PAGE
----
3 Min Read
LONDON, Feb 14 (Reuters) - Problems banks and big businesses encountered raising short-term funding in Europe at the end of last year could become "a new normal" and pose a systemic risk to the functioning of markets, trade association ICMA said on Tuesday.
A bond drought partly caused by the European Central Bank's quantitative easing scheme created in late December a crunch in repurchase agreements, or repo, which firms use to raise cash against collateral.
"The extreme volatility and market dislocation experienced in the euro repo market over the 2016 year-end are unprecedented in the post-euro era," the International Capital Market Association (ICMA) said.
"This has raised concerns over whether this was a one-off event, or rather this is an indication of a market that no longer functions efficiently and effectively under stressed conditions, and signals a new normal for the European short-term funding and collateral markets."
ICMA, which has raised its concerns with European authorities, said the problems were caused by a combination of the ECB's asset purchase scheme - scheduled to run until at least the end of 2017 - and regulation that limits banks' balance sheets and ability to intermediate in repo markets.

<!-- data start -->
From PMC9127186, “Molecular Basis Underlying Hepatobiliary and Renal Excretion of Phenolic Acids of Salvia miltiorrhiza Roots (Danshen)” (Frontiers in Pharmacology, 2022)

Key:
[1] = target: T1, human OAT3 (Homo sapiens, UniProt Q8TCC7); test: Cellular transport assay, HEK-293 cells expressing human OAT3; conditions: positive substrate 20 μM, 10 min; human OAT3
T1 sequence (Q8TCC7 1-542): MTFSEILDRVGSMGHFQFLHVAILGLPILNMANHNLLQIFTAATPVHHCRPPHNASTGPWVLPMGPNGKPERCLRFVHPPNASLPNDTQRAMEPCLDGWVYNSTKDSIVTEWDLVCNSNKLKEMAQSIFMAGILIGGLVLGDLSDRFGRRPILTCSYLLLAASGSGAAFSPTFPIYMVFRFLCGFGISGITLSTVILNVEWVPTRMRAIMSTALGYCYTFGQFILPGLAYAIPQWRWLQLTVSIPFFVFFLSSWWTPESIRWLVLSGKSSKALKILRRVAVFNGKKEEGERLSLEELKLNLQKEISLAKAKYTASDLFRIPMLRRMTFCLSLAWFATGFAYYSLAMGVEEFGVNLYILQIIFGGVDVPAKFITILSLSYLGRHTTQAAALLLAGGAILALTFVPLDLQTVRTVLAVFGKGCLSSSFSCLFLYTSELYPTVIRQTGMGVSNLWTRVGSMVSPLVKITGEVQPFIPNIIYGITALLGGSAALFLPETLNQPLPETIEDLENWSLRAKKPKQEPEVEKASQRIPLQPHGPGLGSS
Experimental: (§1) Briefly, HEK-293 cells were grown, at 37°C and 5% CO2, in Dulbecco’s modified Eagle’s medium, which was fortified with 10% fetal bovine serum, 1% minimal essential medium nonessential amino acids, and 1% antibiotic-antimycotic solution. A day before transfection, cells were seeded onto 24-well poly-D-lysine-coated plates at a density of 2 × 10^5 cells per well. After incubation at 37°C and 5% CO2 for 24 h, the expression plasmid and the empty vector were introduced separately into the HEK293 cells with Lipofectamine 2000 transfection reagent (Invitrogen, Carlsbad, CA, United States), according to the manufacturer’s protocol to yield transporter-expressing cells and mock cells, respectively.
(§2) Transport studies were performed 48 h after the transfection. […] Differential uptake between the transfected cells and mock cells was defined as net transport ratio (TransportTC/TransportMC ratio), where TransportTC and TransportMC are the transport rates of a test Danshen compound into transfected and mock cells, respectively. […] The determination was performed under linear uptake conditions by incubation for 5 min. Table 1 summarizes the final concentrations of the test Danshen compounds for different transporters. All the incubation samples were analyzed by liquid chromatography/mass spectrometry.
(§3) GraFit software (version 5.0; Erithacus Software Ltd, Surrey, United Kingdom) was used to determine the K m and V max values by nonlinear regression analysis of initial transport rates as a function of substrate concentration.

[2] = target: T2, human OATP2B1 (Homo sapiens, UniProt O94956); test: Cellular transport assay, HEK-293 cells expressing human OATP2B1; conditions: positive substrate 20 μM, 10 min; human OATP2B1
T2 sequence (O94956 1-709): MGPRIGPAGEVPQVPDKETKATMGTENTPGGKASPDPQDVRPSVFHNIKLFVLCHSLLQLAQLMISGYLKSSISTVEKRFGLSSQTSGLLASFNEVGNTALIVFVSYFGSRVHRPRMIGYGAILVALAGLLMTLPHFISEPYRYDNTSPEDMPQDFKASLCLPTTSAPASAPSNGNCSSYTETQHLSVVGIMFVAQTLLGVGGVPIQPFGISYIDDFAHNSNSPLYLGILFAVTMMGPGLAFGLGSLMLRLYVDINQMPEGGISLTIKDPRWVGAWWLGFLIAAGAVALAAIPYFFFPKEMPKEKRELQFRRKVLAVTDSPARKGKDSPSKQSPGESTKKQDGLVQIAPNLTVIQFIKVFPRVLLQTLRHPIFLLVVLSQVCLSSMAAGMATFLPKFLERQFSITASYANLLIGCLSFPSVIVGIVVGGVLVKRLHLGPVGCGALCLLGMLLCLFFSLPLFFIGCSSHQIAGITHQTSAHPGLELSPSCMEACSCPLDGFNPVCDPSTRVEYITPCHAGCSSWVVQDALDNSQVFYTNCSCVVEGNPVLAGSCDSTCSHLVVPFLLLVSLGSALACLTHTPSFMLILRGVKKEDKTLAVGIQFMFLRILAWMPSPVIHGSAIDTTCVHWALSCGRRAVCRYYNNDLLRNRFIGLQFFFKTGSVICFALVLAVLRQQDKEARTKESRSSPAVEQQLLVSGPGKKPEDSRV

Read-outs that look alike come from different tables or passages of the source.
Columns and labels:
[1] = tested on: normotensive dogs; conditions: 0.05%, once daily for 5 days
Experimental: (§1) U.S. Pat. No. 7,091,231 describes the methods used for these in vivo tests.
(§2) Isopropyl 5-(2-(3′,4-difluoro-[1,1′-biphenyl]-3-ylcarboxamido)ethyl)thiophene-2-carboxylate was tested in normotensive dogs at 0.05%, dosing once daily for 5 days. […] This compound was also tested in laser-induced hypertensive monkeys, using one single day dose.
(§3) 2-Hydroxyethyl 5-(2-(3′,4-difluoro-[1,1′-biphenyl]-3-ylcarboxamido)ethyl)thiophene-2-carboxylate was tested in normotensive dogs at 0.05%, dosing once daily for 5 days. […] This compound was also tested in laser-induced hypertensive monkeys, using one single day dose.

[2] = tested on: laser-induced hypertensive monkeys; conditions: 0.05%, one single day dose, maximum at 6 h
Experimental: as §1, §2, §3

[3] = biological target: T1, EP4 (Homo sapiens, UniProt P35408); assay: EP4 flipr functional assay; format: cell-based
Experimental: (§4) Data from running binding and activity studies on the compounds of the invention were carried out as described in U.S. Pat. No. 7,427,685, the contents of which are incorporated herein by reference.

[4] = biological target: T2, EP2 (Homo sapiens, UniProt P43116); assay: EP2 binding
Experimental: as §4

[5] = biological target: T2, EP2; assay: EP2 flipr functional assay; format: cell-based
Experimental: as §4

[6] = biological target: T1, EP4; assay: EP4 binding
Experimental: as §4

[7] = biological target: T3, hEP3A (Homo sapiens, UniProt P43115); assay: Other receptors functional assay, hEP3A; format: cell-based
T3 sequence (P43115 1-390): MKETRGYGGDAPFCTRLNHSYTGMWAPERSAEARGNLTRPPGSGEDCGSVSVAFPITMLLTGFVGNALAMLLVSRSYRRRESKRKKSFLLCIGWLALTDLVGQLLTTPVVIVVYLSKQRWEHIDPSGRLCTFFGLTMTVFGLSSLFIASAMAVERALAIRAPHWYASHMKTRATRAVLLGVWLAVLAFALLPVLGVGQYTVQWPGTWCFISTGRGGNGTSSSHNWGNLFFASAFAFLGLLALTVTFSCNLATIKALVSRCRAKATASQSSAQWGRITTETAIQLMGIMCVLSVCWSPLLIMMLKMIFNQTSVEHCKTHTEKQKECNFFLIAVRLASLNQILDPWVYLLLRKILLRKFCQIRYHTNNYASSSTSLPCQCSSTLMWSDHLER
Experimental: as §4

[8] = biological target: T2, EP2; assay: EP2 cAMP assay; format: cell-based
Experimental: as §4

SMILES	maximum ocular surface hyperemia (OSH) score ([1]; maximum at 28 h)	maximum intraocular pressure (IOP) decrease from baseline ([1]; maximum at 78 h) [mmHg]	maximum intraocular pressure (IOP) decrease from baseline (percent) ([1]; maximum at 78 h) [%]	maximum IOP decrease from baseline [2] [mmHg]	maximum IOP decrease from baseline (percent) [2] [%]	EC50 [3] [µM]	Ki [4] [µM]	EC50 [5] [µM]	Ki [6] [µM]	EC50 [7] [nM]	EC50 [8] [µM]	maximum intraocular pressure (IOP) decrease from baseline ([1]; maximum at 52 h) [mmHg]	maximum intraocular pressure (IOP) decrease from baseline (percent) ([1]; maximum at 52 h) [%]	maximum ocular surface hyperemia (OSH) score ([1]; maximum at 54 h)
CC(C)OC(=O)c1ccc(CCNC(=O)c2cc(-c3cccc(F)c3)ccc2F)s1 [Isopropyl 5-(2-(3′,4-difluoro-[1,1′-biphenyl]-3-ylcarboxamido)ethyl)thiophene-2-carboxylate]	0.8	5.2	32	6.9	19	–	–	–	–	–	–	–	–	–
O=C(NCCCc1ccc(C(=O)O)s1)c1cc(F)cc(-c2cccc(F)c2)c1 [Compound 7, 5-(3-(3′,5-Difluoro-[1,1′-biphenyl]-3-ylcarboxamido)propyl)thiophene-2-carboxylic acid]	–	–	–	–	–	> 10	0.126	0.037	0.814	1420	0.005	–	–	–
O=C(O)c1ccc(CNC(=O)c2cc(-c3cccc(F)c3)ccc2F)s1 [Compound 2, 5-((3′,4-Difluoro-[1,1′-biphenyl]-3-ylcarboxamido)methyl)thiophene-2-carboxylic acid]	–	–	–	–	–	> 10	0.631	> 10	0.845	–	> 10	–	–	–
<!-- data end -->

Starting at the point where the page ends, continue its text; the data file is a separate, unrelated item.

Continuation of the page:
The ECB introduced a bond-for-cash scheme in December to try and alleviate stress in repo markets, but the effectiveness of that programme has been called into question by the recent squeeze.
Godfried de Vidts, chairman of ICMA's European Repo and Collateral Council, said not addressing the problems could have dire consequences for the functioning of markets.
"If some of the participants, even a medium-sized bank, cannot fulfil their obligations, in principle that clearing house should close out that bank because they are in default. That could create a snowball effect," said de Vidts.
"A two- to three-day pressure like we have seen should not be repeated because it really could expose the market to dangers that we don't really want to think about because it would stop the system functioning." (Reporting by John Geddie; editing by John Stonestreet)